1. Before reaching out: Online monitoring can help PR pros to learn more about influencers and journalists. What do they like? What kind of content are they producing? What are their interests and expertise? These pieces of information will save you an incredible amount of time, as you can focus your energy on targeting those who are more likely to pick up your story.
  2. After reaching out: Once your message is out, you can follow up with journalists and influencers depending on their attitude regarding your piece of content.

First, they read and share your story. Get in touch with them to at least thank them, as it could be the start of a long-term beneficial relationship.

Second, they read your story and don’t share it. It’s not the best scenario, but see it as an opportunity. As a result, the journalist might have been lacking information to write a good piece on your story. So, try and reach out to them.

Third, they did not open your email. Surely, email is not everyone’s favorite way to communicate. In some cases, you’ll find it easier to get in touch with journalists using social media.

4. Measure and report your PR efforts

Finally, online monitoring is the ideal technology for marketers and PR professionals to measure their progress and report on their campaign results.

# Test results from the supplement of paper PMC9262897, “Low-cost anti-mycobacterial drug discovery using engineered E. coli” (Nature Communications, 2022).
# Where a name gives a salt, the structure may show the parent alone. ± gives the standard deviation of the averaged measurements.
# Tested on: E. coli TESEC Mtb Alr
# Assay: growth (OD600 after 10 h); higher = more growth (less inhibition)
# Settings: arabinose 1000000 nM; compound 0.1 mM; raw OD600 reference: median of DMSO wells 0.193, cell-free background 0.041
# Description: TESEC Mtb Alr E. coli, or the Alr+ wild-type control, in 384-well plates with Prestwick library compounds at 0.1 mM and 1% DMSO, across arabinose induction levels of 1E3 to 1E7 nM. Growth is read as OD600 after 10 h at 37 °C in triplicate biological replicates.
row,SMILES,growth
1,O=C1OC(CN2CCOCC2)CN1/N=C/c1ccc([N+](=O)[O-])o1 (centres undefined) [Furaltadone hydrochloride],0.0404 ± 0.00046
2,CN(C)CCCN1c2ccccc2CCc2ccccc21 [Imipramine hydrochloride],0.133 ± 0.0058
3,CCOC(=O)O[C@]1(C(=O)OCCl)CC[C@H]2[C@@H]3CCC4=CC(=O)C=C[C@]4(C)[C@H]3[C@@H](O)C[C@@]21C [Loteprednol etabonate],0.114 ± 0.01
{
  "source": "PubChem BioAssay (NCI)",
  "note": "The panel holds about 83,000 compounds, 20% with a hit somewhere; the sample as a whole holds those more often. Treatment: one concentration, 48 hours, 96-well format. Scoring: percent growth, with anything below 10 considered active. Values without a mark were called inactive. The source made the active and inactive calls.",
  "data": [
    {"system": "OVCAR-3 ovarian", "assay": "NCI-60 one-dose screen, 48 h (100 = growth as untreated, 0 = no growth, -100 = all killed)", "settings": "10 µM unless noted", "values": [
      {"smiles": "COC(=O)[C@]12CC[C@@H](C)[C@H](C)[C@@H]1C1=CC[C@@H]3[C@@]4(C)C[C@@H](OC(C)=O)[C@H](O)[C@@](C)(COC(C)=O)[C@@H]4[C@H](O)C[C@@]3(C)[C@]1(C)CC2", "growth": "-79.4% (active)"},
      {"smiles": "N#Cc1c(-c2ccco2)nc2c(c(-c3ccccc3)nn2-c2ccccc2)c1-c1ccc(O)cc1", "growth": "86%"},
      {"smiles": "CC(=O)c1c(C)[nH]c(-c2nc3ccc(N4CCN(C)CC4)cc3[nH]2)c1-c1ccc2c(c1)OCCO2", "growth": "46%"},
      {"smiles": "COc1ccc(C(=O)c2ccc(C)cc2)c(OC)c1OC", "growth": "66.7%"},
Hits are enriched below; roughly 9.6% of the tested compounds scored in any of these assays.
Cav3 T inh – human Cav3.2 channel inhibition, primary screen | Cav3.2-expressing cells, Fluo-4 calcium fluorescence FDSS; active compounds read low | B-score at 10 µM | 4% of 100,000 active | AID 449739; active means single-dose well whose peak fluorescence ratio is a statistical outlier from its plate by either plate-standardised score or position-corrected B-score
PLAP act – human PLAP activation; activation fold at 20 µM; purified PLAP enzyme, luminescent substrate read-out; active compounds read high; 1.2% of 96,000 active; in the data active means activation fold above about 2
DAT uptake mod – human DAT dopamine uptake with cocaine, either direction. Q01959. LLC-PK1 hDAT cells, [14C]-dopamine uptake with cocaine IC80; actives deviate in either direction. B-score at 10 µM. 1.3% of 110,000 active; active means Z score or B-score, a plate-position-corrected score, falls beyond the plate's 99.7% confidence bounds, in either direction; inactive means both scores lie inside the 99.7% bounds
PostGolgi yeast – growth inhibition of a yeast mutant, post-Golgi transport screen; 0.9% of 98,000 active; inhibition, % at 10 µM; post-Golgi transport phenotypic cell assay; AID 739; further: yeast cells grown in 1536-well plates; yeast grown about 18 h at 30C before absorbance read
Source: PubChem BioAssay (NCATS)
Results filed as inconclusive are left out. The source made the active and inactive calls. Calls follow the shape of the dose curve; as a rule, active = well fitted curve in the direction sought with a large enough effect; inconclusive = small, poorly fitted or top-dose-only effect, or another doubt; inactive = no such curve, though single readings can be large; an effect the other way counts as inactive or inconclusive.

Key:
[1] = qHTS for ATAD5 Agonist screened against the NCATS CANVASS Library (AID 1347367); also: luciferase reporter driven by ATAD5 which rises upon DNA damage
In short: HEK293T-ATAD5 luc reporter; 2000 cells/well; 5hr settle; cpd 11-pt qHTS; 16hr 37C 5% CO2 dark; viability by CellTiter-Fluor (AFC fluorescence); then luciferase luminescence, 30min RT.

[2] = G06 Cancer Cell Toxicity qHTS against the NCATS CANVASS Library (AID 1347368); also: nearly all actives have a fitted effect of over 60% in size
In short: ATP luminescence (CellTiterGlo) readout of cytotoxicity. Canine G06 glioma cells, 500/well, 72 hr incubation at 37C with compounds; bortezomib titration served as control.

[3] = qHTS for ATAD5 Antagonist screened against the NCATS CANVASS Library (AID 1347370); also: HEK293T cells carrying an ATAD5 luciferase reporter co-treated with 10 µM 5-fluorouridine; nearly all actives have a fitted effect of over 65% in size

Some 80% of marketers already have an established data-driven system to understand and improve their performance.

In contrast, PR professionals, unfortunately, are a few steps behind, and a majority of them still struggle to measure their results.

A recent survey unveils that 56% of PR professionals struggle to track the right metrics.

You guessed right. Online monitoring can also help with that.

Online monitoring gives PR Pros the opportunity to zoom in on specific metrics such as:

  • The volume of mentions
  • Sources
  • Languages
  • Top locations
  • Overall sentiment
  • Overall Reach
  • Influence of publications and people mentioning you
  • Topics associated with your brand
  • Gender division
  • And much more.

Of course, comprehensive tools also create real-time dashboards and reports so that PR pros can take a step back and look at the bigger picture. This is key to achieve two things:

  1. Plan your next move. Evaluating your work will help you to iterate on your existing PR strategy. How can you improve your next campaign?
  2. Report to management. Most online monitoring tools let you export clear and insightful reports, which you can share with colleagues and management. As well as allow you to share your achievements.

You now know how monitoring can help you on a daily basis.

If you want to know more on how to monitor your brand, I strongly recommend you read this ebook from Mention.

Listen. Control. Evaluate. Iterate.

Online monitoring fuels the future of PR. In a sense, they help PR pros spend more time doing PR, and less time trying to figure out what is happening.

In summary, PR pros get to focus on what makes a difference in their job: creating stories, building strong relationships and reinforcing their work with actionable data.

And let’s not forget that PR is a people-focused activity.

And what about you? Are you already leveraging online monitoring to support your PR activities? Let me know at clement@mention.com.

 

 

The post was written by:
Clément René
Content marketer, Mention.*This is part of an ongoing series on the benefits of social listening, brought to you by our friends @Mention, the leading social media listening tool.